Different types of business
Different types of business

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Different types of business

2 Classifying businesses by size

One of the most obvious ways in which businesses differ is their size. Most of us know some businesses that are very small – one-person businesses or micro-businesses of fewer than five people. Examples may include a single person running, for example, a web design company, a hairdresser’s or a small catering business, or a small retailer, such as a craft shop or a florist, employing just one or two other people. Small and medium-sized enterprises actually make up over 90% of the number of businesses in most countries (although they do not employ over 90% of all employees or make over 90% of all business deals). At the other end of the scale are businesses that are very large – multinational corporations employing thousands of people and operating in many different countries. We are familiar with at least the names of some, such as Microsoft, Samsung, Siemens, Renault, and many more both well-known and less well-known large corporations. And then there are many businesses of all sorts of sizes in between.

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Figure 1 Examples of small businesses

It is less obvious how we should measure the size of a business. There are several different measurements available, not all of which are suitable for measuring the size of all types of business. For example, measuring a business’s size on the basis of how much profit it makes assumes that it is a for-profit enterprise. Measuring the stock market value of a business assumes that its shares are traded on the stock market, which is by no means true for all businesses.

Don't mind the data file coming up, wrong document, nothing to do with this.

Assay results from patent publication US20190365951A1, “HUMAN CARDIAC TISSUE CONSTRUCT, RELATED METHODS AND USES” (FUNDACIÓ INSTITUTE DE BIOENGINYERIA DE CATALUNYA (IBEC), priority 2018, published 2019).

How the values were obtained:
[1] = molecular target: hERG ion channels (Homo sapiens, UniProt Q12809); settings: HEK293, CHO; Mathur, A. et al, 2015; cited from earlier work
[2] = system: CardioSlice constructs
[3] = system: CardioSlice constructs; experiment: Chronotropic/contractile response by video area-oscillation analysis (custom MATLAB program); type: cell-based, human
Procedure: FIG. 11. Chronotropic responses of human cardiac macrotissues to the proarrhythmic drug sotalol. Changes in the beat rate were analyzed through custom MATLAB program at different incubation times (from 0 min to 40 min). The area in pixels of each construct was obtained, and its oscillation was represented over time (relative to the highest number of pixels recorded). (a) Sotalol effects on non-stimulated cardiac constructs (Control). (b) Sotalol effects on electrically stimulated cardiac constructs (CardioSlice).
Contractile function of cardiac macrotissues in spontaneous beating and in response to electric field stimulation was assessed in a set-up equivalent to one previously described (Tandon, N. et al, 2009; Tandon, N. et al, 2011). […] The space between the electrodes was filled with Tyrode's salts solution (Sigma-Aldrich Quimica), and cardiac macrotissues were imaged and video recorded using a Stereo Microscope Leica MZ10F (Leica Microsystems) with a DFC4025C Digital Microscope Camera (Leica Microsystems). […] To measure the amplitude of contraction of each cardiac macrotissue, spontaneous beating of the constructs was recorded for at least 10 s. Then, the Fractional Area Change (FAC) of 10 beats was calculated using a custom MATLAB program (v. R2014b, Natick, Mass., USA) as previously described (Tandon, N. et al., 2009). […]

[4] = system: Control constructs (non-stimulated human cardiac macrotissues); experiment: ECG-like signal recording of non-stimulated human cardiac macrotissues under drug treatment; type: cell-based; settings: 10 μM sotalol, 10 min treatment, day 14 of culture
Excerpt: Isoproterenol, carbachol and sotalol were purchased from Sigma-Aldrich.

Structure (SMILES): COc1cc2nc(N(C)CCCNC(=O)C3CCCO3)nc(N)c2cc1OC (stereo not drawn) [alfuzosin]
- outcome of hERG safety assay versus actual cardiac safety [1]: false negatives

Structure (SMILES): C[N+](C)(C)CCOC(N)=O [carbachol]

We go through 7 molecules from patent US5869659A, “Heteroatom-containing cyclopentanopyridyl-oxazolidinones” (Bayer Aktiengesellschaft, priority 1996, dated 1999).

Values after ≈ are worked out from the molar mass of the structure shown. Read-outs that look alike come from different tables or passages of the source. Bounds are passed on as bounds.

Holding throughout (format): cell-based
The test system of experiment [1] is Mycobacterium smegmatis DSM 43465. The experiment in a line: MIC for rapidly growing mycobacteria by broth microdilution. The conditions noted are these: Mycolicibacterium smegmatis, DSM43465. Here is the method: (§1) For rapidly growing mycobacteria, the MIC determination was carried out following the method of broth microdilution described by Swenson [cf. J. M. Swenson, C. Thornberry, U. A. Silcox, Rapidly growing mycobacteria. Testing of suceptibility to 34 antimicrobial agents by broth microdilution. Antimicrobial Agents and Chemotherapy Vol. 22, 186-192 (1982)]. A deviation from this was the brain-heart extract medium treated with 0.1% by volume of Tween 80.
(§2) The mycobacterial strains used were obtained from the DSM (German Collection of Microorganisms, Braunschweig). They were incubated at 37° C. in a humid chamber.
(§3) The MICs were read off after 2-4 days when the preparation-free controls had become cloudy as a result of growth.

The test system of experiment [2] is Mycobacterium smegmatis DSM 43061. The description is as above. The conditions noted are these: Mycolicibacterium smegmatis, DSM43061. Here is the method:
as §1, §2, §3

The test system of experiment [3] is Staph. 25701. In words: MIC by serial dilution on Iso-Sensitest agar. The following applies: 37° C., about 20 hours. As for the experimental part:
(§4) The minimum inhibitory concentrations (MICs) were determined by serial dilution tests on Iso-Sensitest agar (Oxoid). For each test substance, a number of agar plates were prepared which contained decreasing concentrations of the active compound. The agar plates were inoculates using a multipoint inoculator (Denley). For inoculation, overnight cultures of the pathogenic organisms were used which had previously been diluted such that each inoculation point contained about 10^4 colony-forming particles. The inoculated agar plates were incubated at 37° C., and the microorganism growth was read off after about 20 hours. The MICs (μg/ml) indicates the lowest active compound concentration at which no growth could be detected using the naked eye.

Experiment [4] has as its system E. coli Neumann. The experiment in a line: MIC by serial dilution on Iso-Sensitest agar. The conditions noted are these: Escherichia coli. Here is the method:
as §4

Two measures that are applicable to nearly all businesses are number of employees and annual turnover, i.e. the total value of sales made over the period of a year. These two measurements are not always in accord with each other: there are some businesses with very few employees that nonetheless produce quite a large annual turnover. For example, a single person trading shares on the stock market could make a very large turnover in a year if they were very successful. The European Commission uses a combination of number of employees and turnover to define the size of a business (EC, n.d.):

  • Large enterprises employ 250 people or more and have an annual turnover of more than €50 million.
  • Medium-sized enterprises employ fewer than 250 people and have an annual turnover of no more than €50 million.
  • Small enterprises employ fewer than 50 people and have an annual turnover of no more than €10 million.
  • Microenterprises employ fewer than 10 people and have an annual turnover of no more than €2 million.

Businesses with fewer than 250 employees are often collectively classified as small and medium-sized enterprises (SMEs).